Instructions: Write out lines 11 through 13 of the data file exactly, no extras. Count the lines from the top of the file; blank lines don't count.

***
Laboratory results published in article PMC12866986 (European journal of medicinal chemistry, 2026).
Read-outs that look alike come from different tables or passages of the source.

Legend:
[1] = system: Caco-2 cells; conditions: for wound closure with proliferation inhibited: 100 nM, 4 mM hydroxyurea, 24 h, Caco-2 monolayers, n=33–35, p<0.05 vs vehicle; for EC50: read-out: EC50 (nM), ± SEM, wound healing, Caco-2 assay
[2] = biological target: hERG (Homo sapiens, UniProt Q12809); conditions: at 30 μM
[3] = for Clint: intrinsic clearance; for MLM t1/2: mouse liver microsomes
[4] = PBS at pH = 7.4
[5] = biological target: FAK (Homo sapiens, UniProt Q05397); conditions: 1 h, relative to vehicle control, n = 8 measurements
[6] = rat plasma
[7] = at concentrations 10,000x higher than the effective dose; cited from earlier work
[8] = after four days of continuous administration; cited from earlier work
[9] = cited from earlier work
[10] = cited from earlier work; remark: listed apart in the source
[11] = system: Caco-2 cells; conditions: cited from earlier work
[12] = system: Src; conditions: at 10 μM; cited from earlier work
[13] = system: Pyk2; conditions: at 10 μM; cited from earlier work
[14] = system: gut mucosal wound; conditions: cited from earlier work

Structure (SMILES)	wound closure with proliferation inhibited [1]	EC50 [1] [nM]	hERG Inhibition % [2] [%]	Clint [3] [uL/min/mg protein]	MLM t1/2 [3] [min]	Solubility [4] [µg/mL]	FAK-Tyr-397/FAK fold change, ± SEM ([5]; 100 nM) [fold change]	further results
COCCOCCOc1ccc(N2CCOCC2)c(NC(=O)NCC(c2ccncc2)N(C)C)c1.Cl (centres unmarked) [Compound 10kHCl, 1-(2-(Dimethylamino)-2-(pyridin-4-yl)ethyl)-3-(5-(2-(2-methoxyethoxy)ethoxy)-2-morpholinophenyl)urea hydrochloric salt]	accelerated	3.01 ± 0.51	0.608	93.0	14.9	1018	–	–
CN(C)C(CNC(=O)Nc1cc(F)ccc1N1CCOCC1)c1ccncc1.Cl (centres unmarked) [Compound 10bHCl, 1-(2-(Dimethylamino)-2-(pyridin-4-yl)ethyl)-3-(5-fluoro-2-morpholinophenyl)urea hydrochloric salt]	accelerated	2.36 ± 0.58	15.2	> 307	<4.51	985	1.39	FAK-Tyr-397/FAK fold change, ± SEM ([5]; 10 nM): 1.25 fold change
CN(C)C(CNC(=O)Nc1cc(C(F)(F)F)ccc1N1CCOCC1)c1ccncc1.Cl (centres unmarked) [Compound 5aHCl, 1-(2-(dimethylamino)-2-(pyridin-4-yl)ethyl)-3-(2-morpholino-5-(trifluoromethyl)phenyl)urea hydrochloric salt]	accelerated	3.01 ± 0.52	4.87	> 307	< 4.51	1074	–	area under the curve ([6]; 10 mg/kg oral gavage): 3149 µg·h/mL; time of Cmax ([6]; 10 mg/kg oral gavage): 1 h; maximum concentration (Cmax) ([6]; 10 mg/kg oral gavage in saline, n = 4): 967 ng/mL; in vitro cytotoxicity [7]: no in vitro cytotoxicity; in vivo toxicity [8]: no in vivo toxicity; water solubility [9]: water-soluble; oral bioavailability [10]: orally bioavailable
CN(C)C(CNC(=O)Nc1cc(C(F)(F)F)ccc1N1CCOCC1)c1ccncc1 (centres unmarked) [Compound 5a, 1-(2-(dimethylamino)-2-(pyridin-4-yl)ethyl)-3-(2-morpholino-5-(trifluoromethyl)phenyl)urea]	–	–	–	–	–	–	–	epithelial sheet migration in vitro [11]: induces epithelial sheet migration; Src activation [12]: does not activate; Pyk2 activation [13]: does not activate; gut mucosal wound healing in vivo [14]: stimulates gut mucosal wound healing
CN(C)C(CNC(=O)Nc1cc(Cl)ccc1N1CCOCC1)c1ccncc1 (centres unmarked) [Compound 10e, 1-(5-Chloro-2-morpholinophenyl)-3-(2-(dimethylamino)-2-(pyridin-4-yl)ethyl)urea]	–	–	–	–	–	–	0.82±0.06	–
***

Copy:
[8] = after four days of continuous administration; cited from earlier work
[9] = cited from earlier work
[10] = cited from earlier work; remark: listed apart in the source